In my columns and books, I have written extensively about altruism. Altruism is doing well by doing good. It is what happens when one animal is good to another animal in the same species. Altruism has been studied extensively by evolutionary scientists, not only via mathematical theory, but with lots and lots of examples from the animal, including the human, world. Altruism occurs because, very often, the best way for an animal to pass its genes on to the next generation (which is what natural selection is all about) is to cooperate with other animals. It often pays to be good. Not only that, but natural selection has favored many positive emotions to encourage altruism: it feels good to be good.
But in order for altruism to work, there has to be a dividing line between the inside and the outside of the group in which altruism occurs. Natural selection may favor altruism inside the group, but favors behavior that is merciless, and feelings of hatred, outside of the group. An undeniable trend of human history has been the uneven and gradual extension of the dividing line, so that we incorporate more and more people as insiders. A lot of us include the whole world, even the non-human world, in our inside group, or at least we think we do. The question, therefore, is not whether altruism is beneficial or even possible, but how common is it? That is, altruism is part of human nature, but so is brutality. Is human nature good, or bad? I believed that it is both. One of my students, however, drew upon his military experience, in which he was traumatized by what he saw in Bosnia and Afghanistan, to say that human nature is evil. I thought he was wrong. Now I’m not so sure. After reading The Four Horsemen of the Apocalypse (see previous essay), I wonder whether altruism might be fragile and might even go extinct in our world of the immediate future. Are, as the author Ibañez said, the Four Horsemen the reality of the world?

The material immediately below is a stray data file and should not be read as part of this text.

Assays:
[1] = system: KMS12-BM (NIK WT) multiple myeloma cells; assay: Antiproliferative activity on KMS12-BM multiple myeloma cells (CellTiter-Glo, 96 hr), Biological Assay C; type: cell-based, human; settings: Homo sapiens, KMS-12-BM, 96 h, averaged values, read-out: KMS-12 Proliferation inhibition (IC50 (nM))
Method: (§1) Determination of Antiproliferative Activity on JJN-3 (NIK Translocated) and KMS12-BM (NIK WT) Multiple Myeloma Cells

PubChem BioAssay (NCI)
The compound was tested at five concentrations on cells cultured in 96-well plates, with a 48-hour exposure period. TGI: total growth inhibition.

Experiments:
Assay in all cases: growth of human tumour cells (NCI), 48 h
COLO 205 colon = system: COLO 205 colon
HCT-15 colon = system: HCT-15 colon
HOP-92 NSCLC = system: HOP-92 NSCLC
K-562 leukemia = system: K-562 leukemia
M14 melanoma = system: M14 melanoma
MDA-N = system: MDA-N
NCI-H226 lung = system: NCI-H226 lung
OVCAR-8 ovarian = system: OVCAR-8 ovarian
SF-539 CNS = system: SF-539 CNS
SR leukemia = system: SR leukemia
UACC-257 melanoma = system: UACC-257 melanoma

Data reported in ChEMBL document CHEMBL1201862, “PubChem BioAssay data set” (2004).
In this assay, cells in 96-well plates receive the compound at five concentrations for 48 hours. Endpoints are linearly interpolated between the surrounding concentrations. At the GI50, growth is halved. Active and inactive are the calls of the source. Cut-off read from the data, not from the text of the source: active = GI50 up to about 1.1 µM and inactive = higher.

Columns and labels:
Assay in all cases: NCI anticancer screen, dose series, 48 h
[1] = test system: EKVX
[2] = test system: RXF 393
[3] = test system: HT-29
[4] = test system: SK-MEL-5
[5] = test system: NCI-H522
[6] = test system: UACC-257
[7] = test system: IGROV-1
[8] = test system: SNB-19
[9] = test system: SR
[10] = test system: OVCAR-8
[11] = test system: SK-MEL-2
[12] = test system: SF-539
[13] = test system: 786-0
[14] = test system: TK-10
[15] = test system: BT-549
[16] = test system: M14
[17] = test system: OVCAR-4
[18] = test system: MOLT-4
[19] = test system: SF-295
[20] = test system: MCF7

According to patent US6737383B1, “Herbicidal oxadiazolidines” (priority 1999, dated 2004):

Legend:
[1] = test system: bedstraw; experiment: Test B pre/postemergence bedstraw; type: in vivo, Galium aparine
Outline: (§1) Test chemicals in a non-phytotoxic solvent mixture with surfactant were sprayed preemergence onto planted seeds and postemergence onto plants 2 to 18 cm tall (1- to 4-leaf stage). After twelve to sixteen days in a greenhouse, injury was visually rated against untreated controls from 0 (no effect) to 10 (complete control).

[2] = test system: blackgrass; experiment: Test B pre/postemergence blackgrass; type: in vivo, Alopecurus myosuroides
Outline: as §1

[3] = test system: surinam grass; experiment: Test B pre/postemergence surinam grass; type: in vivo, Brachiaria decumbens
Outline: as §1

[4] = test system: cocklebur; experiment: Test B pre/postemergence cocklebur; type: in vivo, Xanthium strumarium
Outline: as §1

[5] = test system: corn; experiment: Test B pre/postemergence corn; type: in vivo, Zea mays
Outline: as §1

For those of you who may not know, The Apocalypse is the Book of Revelation, the last book of the Christian Bible, in which a man named John described a vision. In just part of this vision, he saw four supernatural horsemen. One was war, another was disease, another was famine, another was death. Can altruism really keep these metaphorical horsemen from galloping around the world? Or is the world actually theirs? I’m no longer sure.
Ibañez envisioned the Four Horseman galloping freely over the Earth. In one scene, Ibañez described an apartment in Paris in which a Frenchman was married to a German woman. As soon as the war began, the Frenchman went off to kill Germans. He did not consider his wife to be part of the hated outside group, despite her nationality. But she felt the guilt of knowing that she was a German surrounded by the French who did not deserve to be attacked by her people. She jumped off her porch and died in the plaza. It was the Four Horsemen, said Ibañez, who pushed her.
A French servant woman, having seen the devastation of war, said something that might summarize the thoughts above: “God has forgotten the world.”